On 22 March 2023, in its judgment T-72/20 Satabank v. European Central Bank, the General Court of the EU (the “General Court”) annulled a decision of the European Central Bank (the “ECB”) rejecting access to a file requested by Satabank plc (the “Bank”). At the time the complaint was lodged, Satabank was a credit institution under the law of Malta, which had been classified as a “less significant institution” under Council Regulation (EU) No. 1024/2013 of 15 October 2013 (the “Regulation”). As such, it was directly supervised by the Malta Financial Services Authority (the “Maltese Authority”).
Background to the dispute
In the context of an inquiry started in 2018 by the Maltese Authority under the Regulation, the Bank had requested to access the ECB’s administrative file. However, as, in conformity with the Regulation, the Maltese Authority was in charge of such inquiry, on 26 November 2019, the ECB denied access on grounds that Article 22 of the Regulation grants a right of access to an administrative file only in the framework of an ongoing ECB investigation, whereby the parties should be granted their right of defence.
At the end of its enquiry, in conformity with the Regulation, the Maltese Authority submitted to the ECB a draft decision of withdrawal of the Bank’s authorisation as a credit institution. The ECB notified such draft decision to the Bank, pursuant to which the Bank eventually obtained access to the file. Following formal adoption of the withdrawal decision on 30 June 2020, the Bank sought its annulment, which it subsequently discontinued, the action for the annulment of the ECB’s decision denying access to the administrative file being still pending.
The issues at stake
The judgment of the General Court focuses on composite administrative decision-making, combining actions carried out and acts adopted at both the EU and national levels, and the difference between the right of access to an administrative file and the more general access to documents of EU institutions and authorities.
The latter has actually a procedural nature, as it is intended to preserve the rights of defence and due process before the EU, as it is the case of Article 22 of the Regulation. Conversely, the purpose of the former is to ensure the principle of transparency, as set out in Article 15 of the Treaty on the Functioning of the EU (the “TFEU”), in turn enacted in Decision 2004/258/EC of the ECB of 4 March 2004 on public access to ECB’s documents (the “ECB Access Decision”). The general regime also aims at protecting the fundamental right to access documents of the EU institutions and authorities, as embodied in Article 42 of the Charter of Fundamental Rights of the EU (the “CFR”).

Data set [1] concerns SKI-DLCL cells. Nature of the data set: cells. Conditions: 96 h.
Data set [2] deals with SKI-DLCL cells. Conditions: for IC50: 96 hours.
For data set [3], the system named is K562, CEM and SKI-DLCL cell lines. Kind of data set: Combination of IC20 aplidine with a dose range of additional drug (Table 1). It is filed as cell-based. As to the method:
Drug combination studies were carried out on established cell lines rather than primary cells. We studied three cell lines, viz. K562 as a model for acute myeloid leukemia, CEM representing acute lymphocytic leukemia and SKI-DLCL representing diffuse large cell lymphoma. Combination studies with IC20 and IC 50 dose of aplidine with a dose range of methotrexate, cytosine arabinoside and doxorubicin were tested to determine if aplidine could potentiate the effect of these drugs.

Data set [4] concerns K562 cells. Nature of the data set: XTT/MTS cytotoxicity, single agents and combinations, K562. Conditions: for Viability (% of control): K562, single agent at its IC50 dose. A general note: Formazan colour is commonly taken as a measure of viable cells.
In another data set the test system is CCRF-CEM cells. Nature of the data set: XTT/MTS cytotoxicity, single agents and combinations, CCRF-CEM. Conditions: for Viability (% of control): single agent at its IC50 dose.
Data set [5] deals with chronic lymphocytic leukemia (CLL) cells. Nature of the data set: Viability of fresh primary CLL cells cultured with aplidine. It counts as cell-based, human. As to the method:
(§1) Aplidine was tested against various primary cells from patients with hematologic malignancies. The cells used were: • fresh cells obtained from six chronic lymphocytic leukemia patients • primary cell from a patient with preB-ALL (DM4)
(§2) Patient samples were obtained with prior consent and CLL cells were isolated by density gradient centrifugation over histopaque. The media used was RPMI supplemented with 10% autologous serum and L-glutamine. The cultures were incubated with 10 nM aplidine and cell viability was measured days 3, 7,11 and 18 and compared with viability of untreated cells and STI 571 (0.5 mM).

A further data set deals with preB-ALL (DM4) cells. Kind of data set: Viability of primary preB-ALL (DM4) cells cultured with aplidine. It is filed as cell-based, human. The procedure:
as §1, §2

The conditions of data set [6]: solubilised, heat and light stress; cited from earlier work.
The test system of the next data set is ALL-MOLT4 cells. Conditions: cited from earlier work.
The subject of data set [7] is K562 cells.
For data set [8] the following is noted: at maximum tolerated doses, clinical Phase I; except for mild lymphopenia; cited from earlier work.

The argument of the ECB to dismiss the Bank’s access request relied on the definition of an administrative file, as the set of documents collected by the ECB in the context of a supervisory procedure under the Regulation. Since, at the time the access request was lodged, the ECB had not been implied in the supervisory procedure (yet), the documents held by the ECB could not be considered as included in the administrative file.
However, given the ongoing national enquiry, the Bank needed to access the information held by the ECB. In accordance with the Regulation, national authorities are competent to investigate on entities of less significant importance established in their jurisdiction. This, in turn, may culminate in the proposal of a draft decision of withdrawal, which, under the Regulation, the ECB itself should approve and notify to its addressee, prior to confirming and adopting it, thereby holding the ultimate say in decision-making heavily relying on the Maltese Authority.
Despite the ECB’s power to adopt the final decision, the fact the Maltese Authority was solely competent for the investigation prevented the Bank from accessing the information held by the ECB, in conformity with Article 22 of the Regulation, until they notified the draft decision of withdrawal.
The findings of the General Court
The General Court acknowledged that the right to access an administrative file and the documents of the institutions (Article 15 of TFUE), though distinct from a legal standpoint, are functionally and structurally comparable. Both legal bases actually ensure the right to access a file to obtain all documents submitted to institutions by the parties concerned and third parties.
The General Court noticed that the ECB Access Decision, enacting the general principle of access to documents expressed in Article 15 of TFEU, gives all EU citizens, or enterprises having a registered office in a EU Member State, a right of access to ECB documents without having neither to justify such request nor to demonstrate any specific interest thereto.
In light of this, the court acknowledged that the sole fact that the Bank could not access the information contained in the administrative file would not prevent them from accessing the documents held by the ECB on grounds of general access to documents. As the ECB did not examine the access request under the ECB Access Decision, the court upheld the Bank’s plea and annulled the ECB’s decision.
The way forward
Notwithstanding the rules in place in the EU transnational administrative space, the risk still persists that protection of rights could be impaired. By restating the primary substantive right of access to documents, based on Article 15 of TFEU and Article 42 of CFR, the General Court showed that EU law offers all the instruments required to protect the rights of individuals before EU institutions, which otherwise would not be granted.